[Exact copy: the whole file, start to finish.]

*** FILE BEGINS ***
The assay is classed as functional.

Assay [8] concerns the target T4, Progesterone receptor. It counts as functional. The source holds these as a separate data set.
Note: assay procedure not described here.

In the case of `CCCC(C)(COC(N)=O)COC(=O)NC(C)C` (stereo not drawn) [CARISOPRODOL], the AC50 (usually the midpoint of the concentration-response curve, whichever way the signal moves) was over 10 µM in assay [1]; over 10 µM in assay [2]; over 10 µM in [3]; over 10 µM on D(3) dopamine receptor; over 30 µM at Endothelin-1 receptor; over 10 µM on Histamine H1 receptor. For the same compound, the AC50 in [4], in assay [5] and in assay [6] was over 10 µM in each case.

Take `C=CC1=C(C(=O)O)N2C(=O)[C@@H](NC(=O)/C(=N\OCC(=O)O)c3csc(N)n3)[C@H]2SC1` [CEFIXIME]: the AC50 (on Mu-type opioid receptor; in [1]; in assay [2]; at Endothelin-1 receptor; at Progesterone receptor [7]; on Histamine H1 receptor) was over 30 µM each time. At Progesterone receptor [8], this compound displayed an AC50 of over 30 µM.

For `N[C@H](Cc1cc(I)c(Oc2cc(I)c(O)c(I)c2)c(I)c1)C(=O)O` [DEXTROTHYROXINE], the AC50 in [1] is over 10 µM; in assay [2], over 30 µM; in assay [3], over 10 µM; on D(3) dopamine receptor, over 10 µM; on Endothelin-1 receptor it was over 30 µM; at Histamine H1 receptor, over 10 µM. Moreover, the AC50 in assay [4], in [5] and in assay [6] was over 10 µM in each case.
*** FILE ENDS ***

The assay is classed as functional.

Assay [8] concerns the target T4, Progesterone receptor. It counts as functional. The source holds these as a separate data set.
Note: assay procedure not described here.

In the case of `CCCC(C)(COC(N)=O)COC(=O)NC(C)C` (stereo not drawn) [CARISOPRODOL], the AC50 (usually the midpoint of the concentration-response curve, whichever way the signal moves) was over 10 µM in assay [1]; over 10 µM in assay [2]; over 10 µM in [3]; over 10 µM on D(3) dopamine receptor; over 30 µM at Endothelin-1 receptor; over 10 µM on Histamine H1 receptor. For the same compound, the AC50 in [4], in assay [5] and in assay [6] was over 10 µM in each case.

Take `C=CC1=C(C(=O)O)N2C(=O)[C@@H](NC(=O)/C(=N\OCC(=O)O)c3csc(N)n3)[C@H]2SC1` [CEFIXIME]: the AC50 (on Mu-type opioid receptor; in [1]; in assay [2]; at Endothelin-1 receptor; at Progesterone receptor [7]; on Histamine H1 receptor) was over 30 µM each time. At Progesterone receptor [8], this compound displayed an AC50 of over 30 µM.

For `N[C@H](Cc1cc(I)c(Oc2cc(I)c(O)c(I)c2)c(I)c1)C(=O)O` [DEXTROTHYROXINE], the AC50 in [1] is over 10 µM; in assay [2], over 30 µM; in assay [3], over 10 µM; on D(3) dopamine receptor, over 10 µM; on Endothelin-1 receptor it was over 30 µM; at Histamine H1 receptor, over 10 µM. Moreover, the AC50 in assay [4], in [5] and in assay [6] was over 10 µM in each case.